How can we organise a well-functioning warehouse for ecommerce?

Organising a well-functioning warehouse for ecommerce constitutes a key aspect in the management of an online shop. In many long-term aspects it may prove to be even more significant than the shop. Thanks to having a shop that has been designed in a good manner, we may easily acquire buyers. However, thanks to executing the orders effectively, we contribute to our customers being satisfied with the whole shopping experience.

 

What should we be considering while organising the work of the warehouse?
First and foremost, it is worth considering which of the warehouse operations will exert the greatest influence on the effectiveness of the warehouse. How should we measure the effectiveness of the warehouse? This can be done by measuring the daily quantity and quality of the goods released from the warehouse, by monitoring the number of orders that the warehouse is able to execute (pack and ship) on the day of their placement. Such a choice of key indicator for the efficiency and quality of the warehouse arises from the fact that it reflects not only how our customers evaluate the work of the warehouse but also the work of our whole shop.

Which other warehouse for ecommerce operations are also performed?


  • acceptance of deliveries, literally collecting the goods from our suppliers, distributors and wholesalers;
  • storage of the goods, involving the decisions about where and how the goods should be placed in the warehouse,
  • release of the goods, for the final step in executing the customers’ order,
  • return of the goods service, accepting those goods returned by the customers.

 

If we have already determined that the process of releasing the goods constitutes the primary task of the warehouse for ecommerce, then why should we be pondering which of the above operations will exert the greatest influence on the effectiveness of the warehouse? The answer is that it depends on the style of the work we adopt for our shop (and the warehouse).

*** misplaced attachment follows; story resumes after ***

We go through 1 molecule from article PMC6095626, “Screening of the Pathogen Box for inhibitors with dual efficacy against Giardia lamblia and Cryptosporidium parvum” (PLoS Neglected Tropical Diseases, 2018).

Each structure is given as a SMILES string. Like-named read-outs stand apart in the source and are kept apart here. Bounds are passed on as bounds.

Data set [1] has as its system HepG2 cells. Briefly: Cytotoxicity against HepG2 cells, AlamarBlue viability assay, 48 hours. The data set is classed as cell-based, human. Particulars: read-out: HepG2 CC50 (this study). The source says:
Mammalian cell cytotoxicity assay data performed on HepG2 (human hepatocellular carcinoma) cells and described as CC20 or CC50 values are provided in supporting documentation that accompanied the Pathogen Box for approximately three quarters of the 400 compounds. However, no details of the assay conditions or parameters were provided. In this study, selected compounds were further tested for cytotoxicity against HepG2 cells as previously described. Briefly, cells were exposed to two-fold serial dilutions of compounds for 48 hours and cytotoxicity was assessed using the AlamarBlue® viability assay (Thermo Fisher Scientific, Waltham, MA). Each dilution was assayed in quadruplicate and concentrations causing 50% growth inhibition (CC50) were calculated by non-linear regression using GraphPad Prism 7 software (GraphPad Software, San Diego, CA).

Different business – different warehouses

Some shops buy goods in large quantities (e.g. when importing goods from abroad), which means that they need a lot of space to store goods, as deliveries take place only occasionally (once a month or once every few months). In such a case, the operations related to releasing the goods, storage and reasonable usage of warehouse space become crucial. For large deliveries, not all the goods must be immediately available for release (sale), although each type of product should have at least a few examples in locations where they can be collected conveniently (i.e. those locations where orders may be executed easily and quickly, meaning the goods may be collected and released).

The just-in-time-mode is the complete opposite of such an approach. This is where only the most popular products are permanently stored in the warehouse, and then only in small quantities. The majority of the goods are bought on an ongoing basis and delivered to the warehouse when we already have a buyer. This may be our choice if our shop offers a very wide range of goods (e.g. consumer electronics, etc.), where it would be very costly (or even unprofitable) to always have each type of product in stock. Unfortunately, apart from the obvious advantages, such as having less funds “frozen” in the goods, or less warehouse space being required, this lower stock level may cause considerable difficulties. The main problem is, of course, the fact that contrary to the previous model, as here deliveries are received frequently (everyday). However, each delivery is relatively small, and may be quickly accepted (small numbers of products in each delivery).

Effective warehouse – key operations

This brings us to our discussion on the key operations that are decisive for the effective use of our warehouse for ecommerce. In the case of the just-in-time model, even though customers still evaluate us on the basis of what they can see, that is how fast and reliably we execute their orders, the key influence on the speed and quality of the order execution is exerted not by those operations relating to release of the goods but, first and foremost, by the speed and effectiveness of accepting the goods. Why? Because of the simple fact that we cannot release any goods until we first accept deliveries of the same!

In the upcoming articles, we will try to discuss in more detail the issue of how to optimise the particular processes related to the performance of basic warehouse operations. We begin with accepting deliveries and finish with the final operation, which is releasing of the goods / order execution.